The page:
FIG. 11 is a schematic diagram of a SAR cell according to an embodiment of the invention. The NOR gate 111 receives the output signal from the Q terminal of the D flip-flop 117 and the signal EN. The NOR gate 112 receives the output signal from the Q terminal of the D flip-flop 117 and the signal EN. The NAND gate 133 receives the output signal from the Q terminal of the D flip-flop 117 and the signal EN. The NAND gate 114 has two input terminals, wherein one terminal serves as the Shift terminal and the other terminal receives the output signal of the NOR gate 111. If the SAR cell is used to output the most signal bit (MSB), such as the bit 3 in the FIG. 9, the Shift terminal is connected to a high voltage source. If the SAR cell is not used to output the most signal bit (MSB), the Shift terminal is connected to the D terminal of a previous SAR cell. The NAND gate 115 has two input terminals, wherein one terminal serves as the Comp terminal to receive the control signal S3 and the other input terminal receives the output signal of the NOR gate 112. The NAND gate 116 receives the output signals from the NAND gate 113, NAND 114 and NAND 115 to output a signal to the D terminal 117. The CLR terminal receives the control signal S2, and when the control signal S2 is changed to high, the output signal output via the Q terminal is set to logic “0”.

The period of the clock in the 4-bit SAR controller is an important parameter. If the clock period is too short, the synthesizer remains unsteady and the BBPD may fail to provide the correct information. Conversely, if the clock period is too long, the total calibration time increases dramatically. As a result, it is necessary to choose an appropriate clock period for the calibration system. Since the CP is switched during the calibration transient, the synthesizer may experience the phase acquisition. As shown in FIG. 10, the largest current step in the down current is 16 μA. In the following analysis, the appropriate clock period for the calibration technique is derived.

Assuming the synthesizer is locked before the down current is switched and it is modeled as a linear system. A sudden current change, Iincr, of the down current is modeled as a phase step, θstep, as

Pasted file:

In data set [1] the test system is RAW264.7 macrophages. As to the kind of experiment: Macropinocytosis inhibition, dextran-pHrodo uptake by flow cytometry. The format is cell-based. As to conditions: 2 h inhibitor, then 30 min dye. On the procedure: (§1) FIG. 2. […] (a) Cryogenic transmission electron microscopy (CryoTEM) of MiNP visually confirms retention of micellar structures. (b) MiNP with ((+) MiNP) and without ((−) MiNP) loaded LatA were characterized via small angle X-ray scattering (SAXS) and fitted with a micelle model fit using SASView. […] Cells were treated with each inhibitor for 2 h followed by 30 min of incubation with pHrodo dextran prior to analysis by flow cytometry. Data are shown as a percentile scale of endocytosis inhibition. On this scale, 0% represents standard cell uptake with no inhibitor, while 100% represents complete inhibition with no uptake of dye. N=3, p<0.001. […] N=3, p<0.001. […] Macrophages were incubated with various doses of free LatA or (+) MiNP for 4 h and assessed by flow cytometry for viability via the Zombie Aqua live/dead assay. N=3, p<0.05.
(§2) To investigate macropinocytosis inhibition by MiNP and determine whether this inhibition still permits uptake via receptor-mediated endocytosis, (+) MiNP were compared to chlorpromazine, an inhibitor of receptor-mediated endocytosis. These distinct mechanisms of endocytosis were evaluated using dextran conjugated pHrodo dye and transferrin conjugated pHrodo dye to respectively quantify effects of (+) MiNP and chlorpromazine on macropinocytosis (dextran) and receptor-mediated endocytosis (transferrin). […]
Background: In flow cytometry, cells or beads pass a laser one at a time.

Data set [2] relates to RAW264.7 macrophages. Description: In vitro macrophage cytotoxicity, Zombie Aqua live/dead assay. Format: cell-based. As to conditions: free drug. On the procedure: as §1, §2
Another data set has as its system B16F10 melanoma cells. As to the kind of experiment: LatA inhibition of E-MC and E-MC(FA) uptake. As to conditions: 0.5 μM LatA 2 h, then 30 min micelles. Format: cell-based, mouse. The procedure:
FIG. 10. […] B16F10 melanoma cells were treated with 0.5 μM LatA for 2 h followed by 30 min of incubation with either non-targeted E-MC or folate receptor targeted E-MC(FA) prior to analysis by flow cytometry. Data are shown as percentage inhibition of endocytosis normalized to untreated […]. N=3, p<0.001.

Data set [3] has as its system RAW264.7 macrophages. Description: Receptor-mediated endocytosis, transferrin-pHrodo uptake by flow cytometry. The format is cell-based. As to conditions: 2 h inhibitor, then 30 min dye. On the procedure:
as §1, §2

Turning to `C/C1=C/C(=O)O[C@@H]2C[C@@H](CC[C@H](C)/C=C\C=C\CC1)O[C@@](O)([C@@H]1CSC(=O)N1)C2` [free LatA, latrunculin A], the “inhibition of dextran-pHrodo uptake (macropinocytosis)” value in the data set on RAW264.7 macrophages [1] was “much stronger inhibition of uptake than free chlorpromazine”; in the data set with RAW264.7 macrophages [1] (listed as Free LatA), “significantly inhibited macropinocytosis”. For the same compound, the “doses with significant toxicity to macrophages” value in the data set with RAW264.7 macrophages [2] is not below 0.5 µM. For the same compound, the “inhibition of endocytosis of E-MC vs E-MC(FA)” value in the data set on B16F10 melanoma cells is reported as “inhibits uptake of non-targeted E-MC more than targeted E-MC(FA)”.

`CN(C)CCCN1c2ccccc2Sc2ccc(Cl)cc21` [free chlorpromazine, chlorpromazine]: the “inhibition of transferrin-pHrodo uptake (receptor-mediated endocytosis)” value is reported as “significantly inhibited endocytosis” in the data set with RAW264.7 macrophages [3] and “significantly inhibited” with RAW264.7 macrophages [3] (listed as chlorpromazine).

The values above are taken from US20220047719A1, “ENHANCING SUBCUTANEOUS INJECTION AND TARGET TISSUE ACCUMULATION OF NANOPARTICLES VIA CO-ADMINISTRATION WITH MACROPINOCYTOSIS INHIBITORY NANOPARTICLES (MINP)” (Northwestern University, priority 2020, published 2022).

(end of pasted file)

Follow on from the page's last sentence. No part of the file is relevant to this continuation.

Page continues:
θ step = ( I up I dn_min T d_en - I up I dn_min + I incr T d_en T ref ) 2 π ( 6 )
where Idn min means the smallest down current in the beginning of the calibration process. Let Iup, Idn min, Iincr, Td ehn, and Tref be 200 μA, 180 μA, 16 μA, 20 ns, and 100 ns, respectively. According to eq. (6), the phase step is calculated as θstep=0.114 rad or 6.5.

The phase transfer function, H(s), of the frequency synthesizer on phase domain is shown as

H ( s ) = θ out ( s ) θ i n ( s ) = N ω C ( s + ω Z ) s 3 ω P + s 2 + ω C s + ω C ω Z where ω P = C 1 + C 2 C 1 C 2 R 2 ; ω Z = 1 R 2 C 2 ; ω C = I cp K vco R 2 C 2 N ( C 1 + C 2 ) ( 7 )

and Icp, KVCO, and N denote the nominal charge pump current, the VCO gain, and division ratio, respectively. To simplify the analysis, the system is designed with the maximum phase margin at the unity gain frequency, i.e.,

γ ω C ω Z = ω P ω C .
Then the phase error transfer function, He(s), between the phase error and input phase is expressed as

H e ( s ) = 1 - H ( s ) N = s 3 + ω C γ s 2 s 3 + ω C γ s 2 + ω C 2 γ s + ω C 3 ( 8 )

Finally, the step response of the phase error, θe sr(s), can be derived as

θ e_sr ( s ) = θ step s H e ( s ) = θ step ( s 2 + ω c γ s ) s 3 + ω C γ s 2 + ω C 2 γ s + ω C 3 ( 9 )

The stability of the system is heavily related to the value of γ. In order to have a well-controlled settling behavior, phase margin of 64 and γ of 4.5 are chosen. It ensures that there is no under-damping settling behavior. If γ>3, eq. (9) can be further decomposed into eq. (10) as

θ e_sr ( s ) = θ step ( 1 - γ ) / ( 3 - γ ) s + α 1 + θ step / ( 3 - γ ) s + α 2 + θ step / ( 3 - γ ) s + α 3 where α 1 = ω C , α 2 = ( γ - 1 - γ 2 - 2 γ - 3 ) 2 ω C , and α 3 = ( γ - 1 + γ 2 - 2 γ - 3 ) 2 ω C . ( 10 )

We also know that α1, α2, and α3 are positive real numbers for γ>3. Now we can derive the step response of the phase error in the time domain:

θ e_sr ( t ) = θ step ( 1 - γ ) ( 3 - γ ) - α 1 t + θ step ( 3 - γ ) - α 2 t + θ step ( 3 - γ ) - α 3 t ( 11 )

Substituting the corresponding values of this synthesizer into eq. (11), the step response of the phase error is shown in FIG. 12. Referring to FIG. 10 and eq. (6), the smallest phase step, θstep min, is 0.015 rad when the system experiences a 2 μA down current change in the CP. Referring to FIG. 12, a calibration period larger than 4 μs is good enough for a phase error smaller than θstep min to ensure the calibration resolution. Taking process and temperature variations into consideration as well, the reference clock is divided by 128 to have a calibration period of 12.8 μs.

While the invention has been described by way of example and in terms of the preferred embodiments, it is to be understood that the invention is not limited to the disclosed embodiments. To the contrary, it is intended to cover various modifications and similar arrangements (as would be apparent to those skilled in the art). Therefore, the scope of the appended claims should be accorded the broadest interpretation so as to encompass all such modifications and similar arrangements.

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Classifications
U.S. Classification327/162, 327/163, 327/12
International ClassificationH03L7/00
Cooperative ClassificationH03D13/004, H03L7/0895, H03L7/095, H03L7/0898, H03L7/0896, H03L7/0891
European ClassificationH03L7/089C4D, H03L7/089C4F, H03L7/089C4, H03D13/00B1, H03L7/089C, H03L7/095